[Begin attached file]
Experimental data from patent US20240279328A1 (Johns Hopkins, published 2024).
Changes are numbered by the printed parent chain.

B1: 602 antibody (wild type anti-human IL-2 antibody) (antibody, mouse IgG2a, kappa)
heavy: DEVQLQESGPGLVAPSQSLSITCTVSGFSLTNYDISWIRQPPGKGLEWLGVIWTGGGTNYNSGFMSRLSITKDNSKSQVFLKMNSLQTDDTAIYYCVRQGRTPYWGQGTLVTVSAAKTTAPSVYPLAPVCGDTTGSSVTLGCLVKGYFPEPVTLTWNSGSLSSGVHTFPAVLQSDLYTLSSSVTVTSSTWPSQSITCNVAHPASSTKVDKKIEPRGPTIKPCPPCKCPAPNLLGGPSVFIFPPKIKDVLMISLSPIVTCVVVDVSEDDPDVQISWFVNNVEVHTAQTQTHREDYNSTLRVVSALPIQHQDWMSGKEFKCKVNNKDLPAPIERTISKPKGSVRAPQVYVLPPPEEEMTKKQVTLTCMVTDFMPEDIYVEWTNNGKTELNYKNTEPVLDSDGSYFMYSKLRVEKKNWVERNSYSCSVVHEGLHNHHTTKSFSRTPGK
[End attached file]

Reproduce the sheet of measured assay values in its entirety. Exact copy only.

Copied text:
Experimental data from patent US20240279328A1 (Johns Hopkins, published 2024).
Changes are numbered by the printed parent chain.

B1: 602 antibody (wild type anti-human IL-2 antibody) (antibody, mouse IgG2a, kappa)
heavy: DEVQLQESGPGLVAPSQSLSITCTVSGFSLTNYDISWIRQPPGKGLEWLGVIWTGGGTNYNSGFMSRLSITKDNSKSQVFLKMNSLQTDDTAIYYCVRQGRTPYWGQGTLVTVSAAKTTAPSVYPLAPVCGDTTGSSVTLGCLVKGYFPEPVTLTWNSGSLSSGVHTFPAVLQSDLYTLSSSVTVTSSTWPSQSITCNVAHPASSTKVDKKIEPRGPTIKPCPPCKCPAPNLLGGPSVFIFPPKIKDVLMISLSPIVTCVVVDVSEDDPDVQISWFVNNVEVHTAQTQTHREDYNSTLRVVSALPIQHQDWMSGKEFKCKVNNKDLPAPIERTISKPKGSVRAPQVYVLPPPEEEMTKKQVTLTCMVTDFMPEDIYVEWTNNGKTELNYKNTEPVLDSDGSYFMYSKLRVEKKNWVERNSYSCSVVHEGLHNHHTTKSFSRTPGK